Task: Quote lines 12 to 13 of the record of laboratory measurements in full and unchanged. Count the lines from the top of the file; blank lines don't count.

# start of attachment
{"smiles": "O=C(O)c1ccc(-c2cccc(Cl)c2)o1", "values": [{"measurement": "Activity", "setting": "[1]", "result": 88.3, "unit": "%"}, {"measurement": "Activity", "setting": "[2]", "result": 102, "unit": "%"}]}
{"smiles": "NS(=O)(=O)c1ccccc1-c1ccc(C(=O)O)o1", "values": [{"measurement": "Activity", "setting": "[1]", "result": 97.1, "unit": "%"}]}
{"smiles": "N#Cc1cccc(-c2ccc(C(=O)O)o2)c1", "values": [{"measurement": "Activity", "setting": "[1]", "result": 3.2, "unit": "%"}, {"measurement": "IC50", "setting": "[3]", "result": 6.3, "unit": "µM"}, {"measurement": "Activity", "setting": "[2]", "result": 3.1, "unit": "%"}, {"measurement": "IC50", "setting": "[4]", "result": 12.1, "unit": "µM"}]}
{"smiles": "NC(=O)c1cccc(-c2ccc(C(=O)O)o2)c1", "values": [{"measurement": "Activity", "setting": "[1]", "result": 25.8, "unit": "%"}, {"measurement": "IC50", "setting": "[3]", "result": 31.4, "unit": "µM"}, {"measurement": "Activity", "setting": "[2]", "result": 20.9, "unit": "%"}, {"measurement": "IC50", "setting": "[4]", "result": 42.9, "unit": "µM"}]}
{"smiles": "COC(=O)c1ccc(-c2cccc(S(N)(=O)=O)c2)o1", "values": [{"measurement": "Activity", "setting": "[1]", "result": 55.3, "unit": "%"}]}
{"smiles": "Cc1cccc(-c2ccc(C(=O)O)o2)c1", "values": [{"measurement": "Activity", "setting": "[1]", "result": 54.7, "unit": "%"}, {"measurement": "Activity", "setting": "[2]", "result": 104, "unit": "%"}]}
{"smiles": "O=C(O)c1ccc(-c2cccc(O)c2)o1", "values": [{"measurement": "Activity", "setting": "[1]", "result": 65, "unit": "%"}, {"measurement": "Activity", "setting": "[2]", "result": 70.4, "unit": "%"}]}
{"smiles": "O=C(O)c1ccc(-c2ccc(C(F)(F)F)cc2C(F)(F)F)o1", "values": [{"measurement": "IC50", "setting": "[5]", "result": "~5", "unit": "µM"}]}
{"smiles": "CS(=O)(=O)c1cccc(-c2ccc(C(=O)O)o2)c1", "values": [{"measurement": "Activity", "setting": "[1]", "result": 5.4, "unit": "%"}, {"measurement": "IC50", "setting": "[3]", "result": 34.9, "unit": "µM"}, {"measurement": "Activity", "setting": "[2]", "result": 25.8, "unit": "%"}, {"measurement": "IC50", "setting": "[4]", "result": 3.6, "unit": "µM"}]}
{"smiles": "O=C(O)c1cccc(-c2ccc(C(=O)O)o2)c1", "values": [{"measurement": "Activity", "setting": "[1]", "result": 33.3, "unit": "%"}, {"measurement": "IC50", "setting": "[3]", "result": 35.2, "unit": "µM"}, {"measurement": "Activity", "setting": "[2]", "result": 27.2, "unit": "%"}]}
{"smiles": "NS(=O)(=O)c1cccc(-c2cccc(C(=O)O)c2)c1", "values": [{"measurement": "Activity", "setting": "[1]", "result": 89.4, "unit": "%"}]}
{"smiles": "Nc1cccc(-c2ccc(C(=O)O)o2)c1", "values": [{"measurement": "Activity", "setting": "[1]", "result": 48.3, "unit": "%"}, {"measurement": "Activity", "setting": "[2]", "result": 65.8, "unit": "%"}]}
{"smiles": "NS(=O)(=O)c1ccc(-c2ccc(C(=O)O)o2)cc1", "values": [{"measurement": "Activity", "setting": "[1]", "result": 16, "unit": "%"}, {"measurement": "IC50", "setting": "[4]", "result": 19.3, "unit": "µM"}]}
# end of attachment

{"smiles": "Nc1cccc(-c2ccc(C(=O)O)o2)c1", "values": [{"measurement": "Activity", "setting": "[1]", "result": 48.3, "unit": "%"}, {"measurement": "Activity", "setting": "[2]", "result": 65.8, "unit": "%"}]}
{"smiles": "NS(=O)(=O)c1ccc(-c2ccc(C(=O)O)o2)cc1", "values": [{"measurement": "Activity", "setting": "[1]", "result": 16, "unit": "%"}, {"measurement": "IC50", "setting": "[4]", "result": 19.3, "unit": "µM"}]}